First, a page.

This year will see metro Charleston’s hot economy and real estate outlook ease to a more manageable performance gait driven by master-planned growth, an economist and local broker told builders at a new homes update June 16.
“Is economic growth slowing?” University of South Carolina research economist Joseph C. Von Nessen posed at the Charleston Home Builders Association luncheon a week ago Thursday.
“I think the short answer is ‘no,” he says. “But it’s stabilizing.”
Von Nessen spotlighted the statewide economy and real estate picture while touching on the Lowcountry’s impact on South Carolina.
Carolina One New Homes broker-in-charge Will Jenkinson explained figures on the metro Charleston market’s new homes hot spots.
“What a difference five years makes,” Jenkinson says. It had been a “painful new homes market,” he says. Now, observers are seeing “a gradual comeback.”
Metro Charleston posted 1,696 homes sold in May at a $275,000 median price compared with 1,400 transactions a year ago at a $235,000 midpoint, he says.
At the same time, a healthy 34 percent of sales thus far in 2016 are new homes, Jenkinson says.
Von Nessen, who spoke to the 75 or so builders and associates in attendance June 16, notes that this year’s stable outlook in South Carolina follows earlier economic reports entitled “A fragile recovery?” in 2012, “Is this as good as it gets?” in 2013, “Has the economy peaked?” a year later and “What’s up with interest rates?” last year.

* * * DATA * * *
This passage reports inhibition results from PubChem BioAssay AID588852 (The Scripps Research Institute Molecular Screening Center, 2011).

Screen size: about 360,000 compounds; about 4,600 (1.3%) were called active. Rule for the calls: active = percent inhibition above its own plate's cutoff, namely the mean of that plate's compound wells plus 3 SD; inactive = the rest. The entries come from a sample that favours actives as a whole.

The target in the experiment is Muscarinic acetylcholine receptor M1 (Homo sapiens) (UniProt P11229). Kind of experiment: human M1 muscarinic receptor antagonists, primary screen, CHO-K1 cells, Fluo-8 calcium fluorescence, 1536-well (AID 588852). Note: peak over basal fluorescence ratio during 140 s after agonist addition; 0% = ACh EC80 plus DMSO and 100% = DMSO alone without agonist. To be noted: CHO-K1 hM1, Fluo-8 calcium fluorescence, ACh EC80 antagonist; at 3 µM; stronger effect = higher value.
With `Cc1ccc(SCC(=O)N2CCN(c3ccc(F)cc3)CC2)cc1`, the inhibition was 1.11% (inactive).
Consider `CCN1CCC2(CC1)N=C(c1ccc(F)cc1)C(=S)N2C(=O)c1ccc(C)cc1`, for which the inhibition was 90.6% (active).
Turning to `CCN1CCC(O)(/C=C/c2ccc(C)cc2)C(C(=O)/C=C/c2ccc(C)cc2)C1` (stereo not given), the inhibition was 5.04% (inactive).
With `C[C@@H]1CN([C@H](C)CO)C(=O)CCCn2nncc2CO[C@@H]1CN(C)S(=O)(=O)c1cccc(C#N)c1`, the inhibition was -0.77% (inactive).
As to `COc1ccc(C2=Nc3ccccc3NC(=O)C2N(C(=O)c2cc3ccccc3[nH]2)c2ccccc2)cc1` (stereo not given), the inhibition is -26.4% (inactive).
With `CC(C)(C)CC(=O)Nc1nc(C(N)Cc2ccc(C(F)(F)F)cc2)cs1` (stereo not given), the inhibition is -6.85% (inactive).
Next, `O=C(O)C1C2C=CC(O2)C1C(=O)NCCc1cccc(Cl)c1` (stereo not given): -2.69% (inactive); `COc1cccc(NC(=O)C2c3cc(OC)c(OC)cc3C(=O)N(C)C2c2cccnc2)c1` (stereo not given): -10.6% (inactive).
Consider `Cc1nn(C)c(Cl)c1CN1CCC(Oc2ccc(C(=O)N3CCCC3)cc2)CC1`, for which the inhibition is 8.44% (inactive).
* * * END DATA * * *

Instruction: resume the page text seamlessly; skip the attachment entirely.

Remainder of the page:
Even though 2016 may start to plateau, the state’s economy expects a seventh year of expansion — “the best yet for South Carolina,” he says.
Von Nessen cites key indicators from the past year:
• Employment growth leveled off at 2.7 percent. At the same time, the number of jobs should rise this year. Charleston’s workforce will go up 2.4 percent, Von Nessen forecasts.
• Construction proves the strongest industry with an 8 percent workforce surge statewide. Manufacturing grew a “relatively weak” 1.8 percent in South Carolina, but saw stronger gains in higher paying durable goods employment with wages averaging $65,000 a year. “That’s a reason you see a high housing (sales) rate,” he says.
• A nationally computed home price index “is not slowing but stabilizing. That’s a good thing. Slow and steady wins the race, so to speak,” Von Nessen says.
• Housing starts grew 7.4 percent in the Charleston area, a strong figure but below previously lagging Columbia, which is up 11.1 percent.
Von Nessen predicts employment growth, a key factor in home sales expansion because working buyers have money to spend, to increase 2.8-2.9 percent this year, “but not a new record.”
On the U.S. level, the economist says “uncertainty” is relatively high in 2016. At the same time, South Carolina should benefit from key financial factors such as lower gas prices. The state typically ranks among the lowest rates in the country. “That’s basically the same effect as a tax cut, a stimulus to the economy,” Von Nessen says.
Earlier this month, Carolina One and Real Estate Information Services released an upbeat new homes market report for the Charleston area.
Jenkinson pointed out the up and downs in local home sales in the past decade, touting numbers from the Charleston REIS office.
The low took place in 2009 with 2,200 homes selling in greater Charleston, compared with a peak of 7,000 in 2006.
“Right now, we are on pace for 4,000 homes (sold) this year,” up from 3,600 houses in 2015, he says.
Reach Jim Parker at 843-937-5542 or email@example.com.